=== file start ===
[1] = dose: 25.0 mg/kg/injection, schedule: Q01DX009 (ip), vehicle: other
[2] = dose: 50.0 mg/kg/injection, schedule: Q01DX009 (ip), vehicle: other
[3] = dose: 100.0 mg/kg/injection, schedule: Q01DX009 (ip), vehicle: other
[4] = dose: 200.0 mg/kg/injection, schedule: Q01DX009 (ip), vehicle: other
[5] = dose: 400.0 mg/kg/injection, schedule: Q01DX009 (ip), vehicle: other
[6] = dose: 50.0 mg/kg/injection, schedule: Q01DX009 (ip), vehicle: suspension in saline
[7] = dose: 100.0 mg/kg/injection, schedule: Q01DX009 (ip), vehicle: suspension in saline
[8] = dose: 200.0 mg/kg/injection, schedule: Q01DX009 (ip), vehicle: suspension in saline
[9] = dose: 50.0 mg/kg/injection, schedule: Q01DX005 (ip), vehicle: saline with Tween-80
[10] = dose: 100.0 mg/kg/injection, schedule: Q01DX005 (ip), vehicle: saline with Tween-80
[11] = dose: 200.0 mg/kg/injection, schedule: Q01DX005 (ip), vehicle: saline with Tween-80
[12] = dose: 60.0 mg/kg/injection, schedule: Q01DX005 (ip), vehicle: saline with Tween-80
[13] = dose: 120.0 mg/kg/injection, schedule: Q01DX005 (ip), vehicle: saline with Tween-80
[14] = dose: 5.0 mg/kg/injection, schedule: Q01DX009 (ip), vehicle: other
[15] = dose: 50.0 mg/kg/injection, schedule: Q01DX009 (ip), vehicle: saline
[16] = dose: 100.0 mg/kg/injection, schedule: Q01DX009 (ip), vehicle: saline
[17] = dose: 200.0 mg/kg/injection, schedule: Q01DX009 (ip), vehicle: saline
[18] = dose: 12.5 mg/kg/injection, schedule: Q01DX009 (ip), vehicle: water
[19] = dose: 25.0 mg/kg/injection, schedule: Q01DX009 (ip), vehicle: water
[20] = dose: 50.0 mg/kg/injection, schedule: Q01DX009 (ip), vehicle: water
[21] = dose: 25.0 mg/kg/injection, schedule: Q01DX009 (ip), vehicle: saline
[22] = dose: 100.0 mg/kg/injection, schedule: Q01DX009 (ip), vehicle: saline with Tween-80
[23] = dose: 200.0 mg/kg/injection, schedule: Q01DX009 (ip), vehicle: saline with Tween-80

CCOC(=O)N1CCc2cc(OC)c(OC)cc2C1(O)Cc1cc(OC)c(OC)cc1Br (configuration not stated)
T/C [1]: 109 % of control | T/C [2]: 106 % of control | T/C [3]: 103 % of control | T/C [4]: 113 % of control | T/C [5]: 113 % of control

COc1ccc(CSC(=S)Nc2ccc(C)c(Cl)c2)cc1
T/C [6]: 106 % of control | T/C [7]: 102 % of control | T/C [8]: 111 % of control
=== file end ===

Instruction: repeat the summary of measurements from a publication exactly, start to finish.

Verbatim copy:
[1] = dose: 25.0 mg/kg/injection, schedule: Q01DX009 (ip), vehicle: other
[2] = dose: 50.0 mg/kg/injection, schedule: Q01DX009 (ip), vehicle: other
[3] = dose: 100.0 mg/kg/injection, schedule: Q01DX009 (ip), vehicle: other
[4] = dose: 200.0 mg/kg/injection, schedule: Q01DX009 (ip), vehicle: other
[5] = dose: 400.0 mg/kg/injection, schedule: Q01DX009 (ip), vehicle: other
[6] = dose: 50.0 mg/kg/injection, schedule: Q01DX009 (ip), vehicle: suspension in saline
[7] = dose: 100.0 mg/kg/injection, schedule: Q01DX009 (ip), vehicle: suspension in saline
[8] = dose: 200.0 mg/kg/injection, schedule: Q01DX009 (ip), vehicle: suspension in saline
[9] = dose: 50.0 mg/kg/injection, schedule: Q01DX005 (ip), vehicle: saline with Tween-80
[10] = dose: 100.0 mg/kg/injection, schedule: Q01DX005 (ip), vehicle: saline with Tween-80
[11] = dose: 200.0 mg/kg/injection, schedule: Q01DX005 (ip), vehicle: saline with Tween-80
[12] = dose: 60.0 mg/kg/injection, schedule: Q01DX005 (ip), vehicle: saline with Tween-80
[13] = dose: 120.0 mg/kg/injection, schedule: Q01DX005 (ip), vehicle: saline with Tween-80
[14] = dose: 5.0 mg/kg/injection, schedule: Q01DX009 (ip), vehicle: other
[15] = dose: 50.0 mg/kg/injection, schedule: Q01DX009 (ip), vehicle: saline
[16] = dose: 100.0 mg/kg/injection, schedule: Q01DX009 (ip), vehicle: saline
[17] = dose: 200.0 mg/kg/injection, schedule: Q01DX009 (ip), vehicle: saline
[18] = dose: 12.5 mg/kg/injection, schedule: Q01DX009 (ip), vehicle: water
[19] = dose: 25.0 mg/kg/injection, schedule: Q01DX009 (ip), vehicle: water
[20] = dose: 50.0 mg/kg/injection, schedule: Q01DX009 (ip), vehicle: water
[21] = dose: 25.0 mg/kg/injection, schedule: Q01DX009 (ip), vehicle: saline
[22] = dose: 100.0 mg/kg/injection, schedule: Q01DX009 (ip), vehicle: saline with Tween-80
[23] = dose: 200.0 mg/kg/injection, schedule: Q01DX009 (ip), vehicle: saline with Tween-80

CCOC(=O)N1CCc2cc(OC)c(OC)cc2C1(O)Cc1cc(OC)c(OC)cc1Br (configuration not stated)
T/C [1]: 109 % of control | T/C [2]: 106 % of control | T/C [3]: 103 % of control | T/C [4]: 113 % of control | T/C [5]: 113 % of control

COc1ccc(CSC(=S)Nc2ccc(C)c(Cl)c2)cc1
T/C [6]: 106 % of control | T/C [7]: 102 % of control | T/C [8]: 111 % of control